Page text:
Home / Restaurant Trends and News / Food Service Industry Groups Voice Their Opposition To The House’s Health Care Reform Bill

Food Service Industry Groups Voice Their Opposition To The House’s Health Care Reform Bill

Health Care Reform and Restaurant IndustryHouse Bill 3962 passed the U.S. House of Representatives last Saturday, and with the vote, which was a close one, the first steps have been taken towards comprehensive health care reform in America.  The primary provisions of the bill include:

  • Roughly 96% of Americans would be covered
  • Businesses with less than $500,000 in payroll costs would be exempt from providing mandatory health care
  • Businesses and individuals would be able to shop for and purchase health care in a new Health Insurance Exchange, which would feature insurance options from private companies, co-ops, and a new government run option
  • Businesses with over $500,000 in payroll costs who do not provide their employees with health insurance would pay a 2% – 8% tax that would be paid into the Health Insurance Exchange
  • Individuals cannot be denied coverage because of preexisting conditions

Here’s what Dawn Sweeney, president of the National Restaurant Association (NRA) had to say last week, as quoted in Nation’s Restaurant News: “Unless portions of the legislation are tailored to reflect the economic and operational realities facing our industry, we will be forced to oppose the bill.”  The NRA and several other industry groups have actively voiced their opposition to the House version of the health care bill.  Most of these groups also say they favor some kind of reform, as long as it doesn’t put an undue burden on business.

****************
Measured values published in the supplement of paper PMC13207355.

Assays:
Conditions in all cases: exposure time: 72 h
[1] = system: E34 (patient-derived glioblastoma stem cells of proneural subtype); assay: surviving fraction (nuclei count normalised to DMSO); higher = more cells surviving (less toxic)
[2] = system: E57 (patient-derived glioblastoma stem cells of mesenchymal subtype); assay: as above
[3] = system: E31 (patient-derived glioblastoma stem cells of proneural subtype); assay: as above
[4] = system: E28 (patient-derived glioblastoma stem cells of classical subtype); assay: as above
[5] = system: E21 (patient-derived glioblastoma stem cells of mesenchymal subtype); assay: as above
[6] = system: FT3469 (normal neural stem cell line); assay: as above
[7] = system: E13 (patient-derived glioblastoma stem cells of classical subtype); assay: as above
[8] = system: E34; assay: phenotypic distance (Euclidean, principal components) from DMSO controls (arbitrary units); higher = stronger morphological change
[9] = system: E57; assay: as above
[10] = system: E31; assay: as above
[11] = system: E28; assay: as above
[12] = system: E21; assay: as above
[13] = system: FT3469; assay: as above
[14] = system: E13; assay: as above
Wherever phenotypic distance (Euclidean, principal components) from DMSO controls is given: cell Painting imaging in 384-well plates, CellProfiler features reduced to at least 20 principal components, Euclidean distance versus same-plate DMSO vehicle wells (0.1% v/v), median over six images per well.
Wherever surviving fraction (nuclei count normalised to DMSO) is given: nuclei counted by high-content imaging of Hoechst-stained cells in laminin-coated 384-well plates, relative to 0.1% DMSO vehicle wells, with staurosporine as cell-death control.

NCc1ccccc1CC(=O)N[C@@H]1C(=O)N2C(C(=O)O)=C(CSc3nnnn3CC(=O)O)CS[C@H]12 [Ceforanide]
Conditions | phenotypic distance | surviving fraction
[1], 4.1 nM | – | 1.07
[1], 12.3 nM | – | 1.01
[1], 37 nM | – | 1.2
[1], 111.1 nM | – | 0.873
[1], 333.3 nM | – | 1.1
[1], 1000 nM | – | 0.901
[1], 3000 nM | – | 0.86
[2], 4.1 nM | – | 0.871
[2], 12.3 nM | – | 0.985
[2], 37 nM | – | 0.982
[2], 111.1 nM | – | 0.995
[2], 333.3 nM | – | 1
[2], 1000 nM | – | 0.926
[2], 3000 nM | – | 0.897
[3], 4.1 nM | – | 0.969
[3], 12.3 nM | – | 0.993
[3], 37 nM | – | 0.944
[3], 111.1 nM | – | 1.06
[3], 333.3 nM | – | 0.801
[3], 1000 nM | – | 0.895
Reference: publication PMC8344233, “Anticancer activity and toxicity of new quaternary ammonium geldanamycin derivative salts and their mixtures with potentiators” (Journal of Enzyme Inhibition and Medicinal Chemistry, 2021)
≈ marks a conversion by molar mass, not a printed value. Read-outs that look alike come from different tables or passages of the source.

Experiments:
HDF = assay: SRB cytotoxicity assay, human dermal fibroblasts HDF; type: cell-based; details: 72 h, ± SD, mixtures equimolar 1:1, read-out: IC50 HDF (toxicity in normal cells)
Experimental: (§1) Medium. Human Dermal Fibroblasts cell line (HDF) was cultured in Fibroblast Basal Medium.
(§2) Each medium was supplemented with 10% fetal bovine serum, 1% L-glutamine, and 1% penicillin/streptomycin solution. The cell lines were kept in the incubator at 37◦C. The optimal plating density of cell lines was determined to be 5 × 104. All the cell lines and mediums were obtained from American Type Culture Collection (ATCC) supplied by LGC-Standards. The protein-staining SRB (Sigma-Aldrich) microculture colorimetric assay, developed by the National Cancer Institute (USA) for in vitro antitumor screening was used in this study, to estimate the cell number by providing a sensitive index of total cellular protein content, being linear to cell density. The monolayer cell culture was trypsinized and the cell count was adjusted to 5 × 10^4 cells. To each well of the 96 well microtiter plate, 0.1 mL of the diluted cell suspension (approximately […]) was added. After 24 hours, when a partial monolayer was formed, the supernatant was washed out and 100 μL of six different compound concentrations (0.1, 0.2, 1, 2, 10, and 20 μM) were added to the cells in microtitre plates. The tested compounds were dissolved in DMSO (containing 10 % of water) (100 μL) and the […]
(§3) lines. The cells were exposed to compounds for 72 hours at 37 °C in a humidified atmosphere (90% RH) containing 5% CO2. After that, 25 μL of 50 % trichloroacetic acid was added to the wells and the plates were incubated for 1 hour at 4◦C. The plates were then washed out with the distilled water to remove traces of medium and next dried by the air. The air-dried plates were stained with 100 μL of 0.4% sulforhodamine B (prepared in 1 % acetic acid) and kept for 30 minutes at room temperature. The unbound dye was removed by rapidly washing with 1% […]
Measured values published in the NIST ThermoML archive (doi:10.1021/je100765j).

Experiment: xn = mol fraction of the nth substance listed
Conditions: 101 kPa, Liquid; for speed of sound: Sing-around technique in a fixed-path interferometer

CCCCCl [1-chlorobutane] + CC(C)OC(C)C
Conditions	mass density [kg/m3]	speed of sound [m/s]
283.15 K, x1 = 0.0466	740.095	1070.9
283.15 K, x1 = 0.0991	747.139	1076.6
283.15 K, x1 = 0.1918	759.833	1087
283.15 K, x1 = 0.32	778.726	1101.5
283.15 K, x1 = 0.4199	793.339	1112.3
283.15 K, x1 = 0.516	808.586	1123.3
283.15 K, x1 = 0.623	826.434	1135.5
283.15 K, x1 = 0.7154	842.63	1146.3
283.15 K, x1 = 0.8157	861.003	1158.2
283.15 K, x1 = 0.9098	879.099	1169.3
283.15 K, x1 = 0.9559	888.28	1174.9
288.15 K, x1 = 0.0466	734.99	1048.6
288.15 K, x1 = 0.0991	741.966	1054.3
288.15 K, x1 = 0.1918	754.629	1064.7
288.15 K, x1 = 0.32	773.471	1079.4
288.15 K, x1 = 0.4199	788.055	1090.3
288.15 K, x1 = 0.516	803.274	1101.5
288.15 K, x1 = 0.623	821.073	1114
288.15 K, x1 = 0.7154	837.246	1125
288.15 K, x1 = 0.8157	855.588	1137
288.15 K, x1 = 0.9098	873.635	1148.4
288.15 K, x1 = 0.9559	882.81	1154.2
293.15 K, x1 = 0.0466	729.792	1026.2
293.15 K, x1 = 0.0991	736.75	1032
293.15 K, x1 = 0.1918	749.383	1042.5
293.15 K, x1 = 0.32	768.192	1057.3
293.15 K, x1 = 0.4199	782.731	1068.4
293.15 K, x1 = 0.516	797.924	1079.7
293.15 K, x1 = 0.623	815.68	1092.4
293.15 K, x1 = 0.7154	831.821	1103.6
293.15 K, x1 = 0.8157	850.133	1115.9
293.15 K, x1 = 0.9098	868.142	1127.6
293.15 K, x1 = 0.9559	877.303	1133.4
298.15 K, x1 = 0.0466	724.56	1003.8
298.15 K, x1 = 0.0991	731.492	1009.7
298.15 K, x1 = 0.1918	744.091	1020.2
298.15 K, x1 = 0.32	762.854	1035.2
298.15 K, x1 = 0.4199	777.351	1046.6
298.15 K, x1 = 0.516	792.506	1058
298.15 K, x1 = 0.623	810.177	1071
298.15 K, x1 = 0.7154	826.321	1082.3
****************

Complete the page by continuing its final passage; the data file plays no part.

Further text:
Obviously, the most contentious part of this bill for restaurateurs is the requirement to provide coverage for employees if your annual payroll exceeds $500,000.  Yet 90% of businesses in the restaurant industry have less than 50 employees.  Additionally, the 2% penalty for not providing health coverage to your business’ employees could actually provide an affordable and easy out for many mid-sized businesses.  That’s because 2% of your payroll is cheaper than providing health coverage for your employees.

The obvious counterpoint to this is that these businesses don’t have to pay anything at all for health care now, so any increase, whether through mandated coverage or the penalty that results from avoiding this coverage, puts a burden on an already struggling industry.

It’s difficult to balance the concerns of business versus the health coverage needs of employees and individuals.  The debate surrounding health care reform is a virtual minefield of misinformation, confusing provisions, and contentious debate.  And it’s certain that the House health care bill will change significantly once it meets a very different version currently being considered in the Senate.

All this means we don’t know what we can expect from the legislative process regarding health care reform.  No matter what, many people are going to be unhappy.  Others are going to wonder what it all really means.  And no one is really going to know how this reform is going to affect them for some time to come.

What’s your opinion on health care reform and how it will affect the food service industry?  Leave a comment below!

About Greg McGuire